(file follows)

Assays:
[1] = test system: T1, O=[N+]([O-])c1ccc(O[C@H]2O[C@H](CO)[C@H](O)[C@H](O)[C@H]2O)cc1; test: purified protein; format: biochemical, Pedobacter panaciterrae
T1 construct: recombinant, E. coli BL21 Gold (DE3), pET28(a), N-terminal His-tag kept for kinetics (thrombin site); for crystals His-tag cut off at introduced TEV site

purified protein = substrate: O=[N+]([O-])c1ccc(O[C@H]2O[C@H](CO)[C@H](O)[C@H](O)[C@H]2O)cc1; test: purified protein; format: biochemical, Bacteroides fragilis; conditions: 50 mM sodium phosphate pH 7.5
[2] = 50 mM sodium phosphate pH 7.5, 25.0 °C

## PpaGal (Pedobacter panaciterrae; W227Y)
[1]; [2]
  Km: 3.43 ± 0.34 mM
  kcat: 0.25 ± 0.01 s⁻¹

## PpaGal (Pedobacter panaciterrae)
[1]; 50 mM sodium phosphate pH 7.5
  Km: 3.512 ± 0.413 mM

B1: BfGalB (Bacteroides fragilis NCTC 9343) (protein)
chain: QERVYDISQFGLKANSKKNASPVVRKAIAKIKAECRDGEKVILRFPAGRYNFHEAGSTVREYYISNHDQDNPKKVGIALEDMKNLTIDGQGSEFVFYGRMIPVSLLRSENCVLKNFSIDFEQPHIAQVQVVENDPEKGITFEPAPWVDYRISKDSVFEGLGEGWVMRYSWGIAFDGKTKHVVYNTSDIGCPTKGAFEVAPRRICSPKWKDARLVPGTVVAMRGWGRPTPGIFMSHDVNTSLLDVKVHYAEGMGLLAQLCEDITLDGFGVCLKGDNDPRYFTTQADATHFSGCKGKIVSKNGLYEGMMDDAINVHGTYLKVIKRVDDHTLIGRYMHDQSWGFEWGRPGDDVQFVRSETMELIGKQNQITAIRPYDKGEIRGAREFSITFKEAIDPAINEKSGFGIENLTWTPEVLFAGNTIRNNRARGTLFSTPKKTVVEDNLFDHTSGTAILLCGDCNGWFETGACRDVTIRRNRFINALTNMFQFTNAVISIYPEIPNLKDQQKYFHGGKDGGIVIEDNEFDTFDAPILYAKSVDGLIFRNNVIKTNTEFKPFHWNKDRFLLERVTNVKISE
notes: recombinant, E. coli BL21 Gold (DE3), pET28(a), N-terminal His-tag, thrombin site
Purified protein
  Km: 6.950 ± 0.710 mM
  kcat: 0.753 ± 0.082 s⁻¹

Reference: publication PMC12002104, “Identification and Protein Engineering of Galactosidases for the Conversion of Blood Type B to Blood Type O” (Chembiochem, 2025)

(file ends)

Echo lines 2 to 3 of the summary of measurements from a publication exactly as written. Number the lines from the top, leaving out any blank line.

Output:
[1] = test system: T1, O=[N+]([O-])c1ccc(O[C@H]2O[C@H](CO)[C@H](O)[C@H](O)[C@H]2O)cc1; test: purified protein; format: biochemical, Pedobacter panaciterrae
T1 construct: recombinant, E. coli BL21 Gold (DE3), pET28(a), N-terminal His-tag kept for kinetics (thrombin site); for crystals His-tag cut off at introduced TEV site